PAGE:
Well, actually the supplies ran about $46.97, but if not using plastic saves even one turtle life than it’s worth every penny.



Printalicious is here!

Back in the beginning of June, I heard of an exciting event in the cloth diapering community called Printalicious from one of my favorite diapering blogs, All About Cloth Diapers.  The company Applecheeks was revealing it’s new diaper prints.  I had never heard of Applecheeks at the time, but in my new hobby of cloth diapering, I found myself excited anyway.

It was a month of firsts for me and my cloth diapering journey.  It was the first time I participated in a live web chat, where the creators of Applecheeks explained their diapers, the new prints and gave away a ton of really great prizes.  It was the first time I actually pre-ordered a diaper, just like I used to pre-order concert tickets in my 20s.  It was also the first time I finally admitted to being a cloth diaper junkie, something I never thought I would say only six months ago!

Delish…straight from the orchard

The Applecheeks company is owned by two likable moms, Ilana and Amy, who were super sweet and sincere in the live webchat.  I liked them, and I liked the idea of their product, a trim-fitting pocket diaper that unstuffs itself in the wash – genius.  I also loved the two new prints, Delicious, which is as yummy as an apple pie, and Wild Child, which is like an adorable box of animal crackers.  Both of them are cute in design and unisex in colors.  I love prints, but I’m picky.  I’ve seen many Blah prints out there, and I’ve also bought diapers solely because I love the print.  I had to have one of these, however.  I would have liked both, but I really fell in love with Delicious with it’s blue and green apple-logo design.  It matched perfectly with the brand new Hello Kitty Apple-a-day Babylegs I had just bought Nika!  And anyway, I love apples.  Perfect apple goodness.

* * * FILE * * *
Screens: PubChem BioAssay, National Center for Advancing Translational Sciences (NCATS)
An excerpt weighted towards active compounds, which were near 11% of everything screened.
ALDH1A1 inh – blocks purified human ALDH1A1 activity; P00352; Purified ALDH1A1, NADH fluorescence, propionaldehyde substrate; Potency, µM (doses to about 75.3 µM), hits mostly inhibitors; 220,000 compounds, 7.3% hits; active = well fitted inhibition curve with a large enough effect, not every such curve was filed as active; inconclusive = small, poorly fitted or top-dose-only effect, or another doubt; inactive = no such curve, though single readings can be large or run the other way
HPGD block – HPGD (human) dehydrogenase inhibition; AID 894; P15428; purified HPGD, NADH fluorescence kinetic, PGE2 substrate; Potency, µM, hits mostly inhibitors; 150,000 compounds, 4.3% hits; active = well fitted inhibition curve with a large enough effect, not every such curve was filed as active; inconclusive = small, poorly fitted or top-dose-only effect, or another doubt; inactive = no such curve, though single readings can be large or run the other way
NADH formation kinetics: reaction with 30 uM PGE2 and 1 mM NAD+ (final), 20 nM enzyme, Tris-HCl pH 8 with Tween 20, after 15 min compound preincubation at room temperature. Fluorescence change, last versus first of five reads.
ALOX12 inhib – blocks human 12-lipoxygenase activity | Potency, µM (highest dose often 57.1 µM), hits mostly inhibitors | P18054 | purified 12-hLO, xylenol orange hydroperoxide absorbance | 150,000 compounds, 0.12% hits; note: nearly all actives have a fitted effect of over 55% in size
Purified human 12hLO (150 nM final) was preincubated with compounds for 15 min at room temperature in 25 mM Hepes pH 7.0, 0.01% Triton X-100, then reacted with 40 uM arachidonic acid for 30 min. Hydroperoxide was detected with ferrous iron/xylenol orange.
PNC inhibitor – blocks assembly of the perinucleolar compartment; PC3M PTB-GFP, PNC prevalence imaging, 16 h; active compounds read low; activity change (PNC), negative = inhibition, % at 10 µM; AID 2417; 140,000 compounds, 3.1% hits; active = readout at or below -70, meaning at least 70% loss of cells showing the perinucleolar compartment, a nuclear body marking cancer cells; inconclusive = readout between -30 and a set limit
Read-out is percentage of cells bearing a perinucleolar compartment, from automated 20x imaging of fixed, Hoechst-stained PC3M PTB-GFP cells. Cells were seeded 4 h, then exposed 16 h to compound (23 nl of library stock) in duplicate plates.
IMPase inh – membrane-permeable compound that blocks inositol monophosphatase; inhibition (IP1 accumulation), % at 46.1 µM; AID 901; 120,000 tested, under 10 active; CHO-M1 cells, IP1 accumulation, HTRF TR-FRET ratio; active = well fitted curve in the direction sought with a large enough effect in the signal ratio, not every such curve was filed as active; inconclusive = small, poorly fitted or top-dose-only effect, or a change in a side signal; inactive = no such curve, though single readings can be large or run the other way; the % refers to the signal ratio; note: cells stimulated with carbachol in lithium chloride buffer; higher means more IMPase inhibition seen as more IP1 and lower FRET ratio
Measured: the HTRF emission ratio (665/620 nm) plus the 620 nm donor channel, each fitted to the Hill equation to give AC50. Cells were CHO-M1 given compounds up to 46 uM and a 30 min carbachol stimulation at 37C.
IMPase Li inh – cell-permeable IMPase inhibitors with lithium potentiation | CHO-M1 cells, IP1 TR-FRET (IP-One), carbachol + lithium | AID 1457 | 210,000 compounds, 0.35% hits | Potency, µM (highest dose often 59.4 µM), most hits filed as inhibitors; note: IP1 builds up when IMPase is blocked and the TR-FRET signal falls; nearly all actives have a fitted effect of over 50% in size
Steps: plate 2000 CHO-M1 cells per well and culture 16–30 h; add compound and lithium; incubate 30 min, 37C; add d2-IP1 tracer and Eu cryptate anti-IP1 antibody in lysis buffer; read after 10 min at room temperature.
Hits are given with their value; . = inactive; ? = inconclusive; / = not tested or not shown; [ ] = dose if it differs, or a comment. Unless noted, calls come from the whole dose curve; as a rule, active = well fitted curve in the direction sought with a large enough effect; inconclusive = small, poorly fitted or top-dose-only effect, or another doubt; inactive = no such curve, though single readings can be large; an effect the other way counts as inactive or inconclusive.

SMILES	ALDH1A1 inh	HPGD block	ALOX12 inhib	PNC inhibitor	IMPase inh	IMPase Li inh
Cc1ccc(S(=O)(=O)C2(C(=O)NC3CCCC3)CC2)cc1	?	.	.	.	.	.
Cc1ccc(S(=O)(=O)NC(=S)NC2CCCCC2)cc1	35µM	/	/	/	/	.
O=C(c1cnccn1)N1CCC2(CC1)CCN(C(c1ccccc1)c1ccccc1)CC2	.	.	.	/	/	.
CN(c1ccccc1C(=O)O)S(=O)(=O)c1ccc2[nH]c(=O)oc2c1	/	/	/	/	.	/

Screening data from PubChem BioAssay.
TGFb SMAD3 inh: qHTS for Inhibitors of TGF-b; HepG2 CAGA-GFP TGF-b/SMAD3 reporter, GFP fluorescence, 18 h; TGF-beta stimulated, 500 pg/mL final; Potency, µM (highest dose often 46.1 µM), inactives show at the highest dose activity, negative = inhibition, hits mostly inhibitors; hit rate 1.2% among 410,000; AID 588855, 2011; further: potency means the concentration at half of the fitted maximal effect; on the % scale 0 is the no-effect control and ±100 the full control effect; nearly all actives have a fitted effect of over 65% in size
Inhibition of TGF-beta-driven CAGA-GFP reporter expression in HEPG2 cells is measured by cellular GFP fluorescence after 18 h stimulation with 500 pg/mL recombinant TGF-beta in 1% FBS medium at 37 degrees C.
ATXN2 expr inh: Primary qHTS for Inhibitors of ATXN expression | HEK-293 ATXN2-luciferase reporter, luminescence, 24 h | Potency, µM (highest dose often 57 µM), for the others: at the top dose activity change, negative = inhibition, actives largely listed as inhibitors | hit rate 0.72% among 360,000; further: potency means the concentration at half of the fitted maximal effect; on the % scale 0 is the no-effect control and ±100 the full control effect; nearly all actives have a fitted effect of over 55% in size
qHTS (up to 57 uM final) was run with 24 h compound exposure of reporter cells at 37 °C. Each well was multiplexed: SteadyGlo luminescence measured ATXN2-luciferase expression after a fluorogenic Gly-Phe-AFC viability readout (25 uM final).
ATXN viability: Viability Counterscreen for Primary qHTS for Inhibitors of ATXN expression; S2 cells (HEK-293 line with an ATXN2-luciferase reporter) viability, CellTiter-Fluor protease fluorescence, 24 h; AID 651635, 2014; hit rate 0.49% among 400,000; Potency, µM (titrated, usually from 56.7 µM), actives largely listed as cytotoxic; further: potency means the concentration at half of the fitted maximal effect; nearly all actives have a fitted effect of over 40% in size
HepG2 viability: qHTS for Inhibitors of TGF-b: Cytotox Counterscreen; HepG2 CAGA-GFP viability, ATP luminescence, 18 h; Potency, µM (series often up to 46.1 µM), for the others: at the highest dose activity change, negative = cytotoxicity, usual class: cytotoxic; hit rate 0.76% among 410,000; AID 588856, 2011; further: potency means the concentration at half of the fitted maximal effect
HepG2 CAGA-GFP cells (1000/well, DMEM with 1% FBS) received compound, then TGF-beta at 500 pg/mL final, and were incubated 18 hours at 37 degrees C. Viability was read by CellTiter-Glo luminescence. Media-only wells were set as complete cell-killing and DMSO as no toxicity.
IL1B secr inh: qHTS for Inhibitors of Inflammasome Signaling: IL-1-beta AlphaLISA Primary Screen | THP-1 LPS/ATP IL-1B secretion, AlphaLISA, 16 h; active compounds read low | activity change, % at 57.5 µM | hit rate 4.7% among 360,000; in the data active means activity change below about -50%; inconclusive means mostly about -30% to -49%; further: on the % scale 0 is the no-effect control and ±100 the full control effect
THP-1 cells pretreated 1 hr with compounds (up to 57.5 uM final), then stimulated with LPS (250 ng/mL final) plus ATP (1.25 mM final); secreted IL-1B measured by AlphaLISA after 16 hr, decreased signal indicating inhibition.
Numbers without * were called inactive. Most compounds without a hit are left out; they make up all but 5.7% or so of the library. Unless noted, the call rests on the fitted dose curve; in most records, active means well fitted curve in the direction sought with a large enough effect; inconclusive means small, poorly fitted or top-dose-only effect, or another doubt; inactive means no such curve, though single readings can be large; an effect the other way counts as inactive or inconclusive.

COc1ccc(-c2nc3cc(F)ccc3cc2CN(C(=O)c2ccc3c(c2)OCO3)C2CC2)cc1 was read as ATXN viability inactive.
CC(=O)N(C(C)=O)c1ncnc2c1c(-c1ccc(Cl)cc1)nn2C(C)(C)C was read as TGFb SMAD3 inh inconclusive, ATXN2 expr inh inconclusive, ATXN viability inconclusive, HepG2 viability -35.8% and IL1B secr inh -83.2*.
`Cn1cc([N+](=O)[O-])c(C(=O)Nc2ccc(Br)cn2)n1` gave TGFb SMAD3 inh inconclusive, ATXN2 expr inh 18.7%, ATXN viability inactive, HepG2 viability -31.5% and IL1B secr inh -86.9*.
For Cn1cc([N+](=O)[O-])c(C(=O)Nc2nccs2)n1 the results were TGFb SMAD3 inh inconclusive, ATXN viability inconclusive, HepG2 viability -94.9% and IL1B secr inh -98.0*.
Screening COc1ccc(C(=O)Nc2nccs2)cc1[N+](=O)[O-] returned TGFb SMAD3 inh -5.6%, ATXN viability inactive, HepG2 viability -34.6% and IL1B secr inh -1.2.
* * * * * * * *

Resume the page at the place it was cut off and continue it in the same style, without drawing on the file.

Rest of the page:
I was excited to try it.  Two things are the bane of  my diapering existence right now – laundry tabs and unstuffing.  In fact, I never unstuffed a diaper for the first few months when they were on small settings with minimal stuffing.  I rarely had a problem with a diaper not unstuffing itself in the pre-rinse cycle.  Once the REAL diapering commenced and my girl started heavy wetting, however, that was no longer the case.  It’s not the end of the world, but there are times that unstuffing a poopfest is pretty nasty, and she hasn’t even started solid foods yet.

Bring out your wild side

So, Delicious has now been in rotation for about one and a half months and I’m happy to report that it has always unstuffed, even when filled with night-capacity stuffing.  It has also never leaked, making it a great night option, though it is so cute that I hate using it for nighttime.  I’ve actually gotten compliments on how cute it is!  It is still in that ‘new pocket’ phase, so I can’t be sure it will never need stripping, but so far so good.  It is also so soft and very trim, which is actually my favorite characteristic.  I sized up because Nika was in between the two offered sizes, but now at 18 pounds she fits in the diaper without much excess and I can actually fit her into age-appropriate clothes.  With my other pockets, I often have to put her in sized-up clothes because of the bulk.

I also noticed that the diaper came in an envelope marked EcoEnclose.  Curious, I looked up the company.  It provides compostable mailing supplies.  Their mailers and bubble-mailers are made from polyehtylene plastic that is treated in order to break down into humus during composting, or even in a landfill, in 9-60 months.  They also provide 100% recycled boxes and packaging.  I am still too wary to put it into my own compost, but am glad to know it will degrade even in a landfill and I’m happy to see some companies tackling the unsustainable shipping-waste issue.  The prices aren’t bad, either.  The mailers start at 16 cents each and even after shipping are still one-quarter the price of the post office supplies that I buy.  It’s a good way to vote with your dollar and support a sustainable business practice if you ship things often.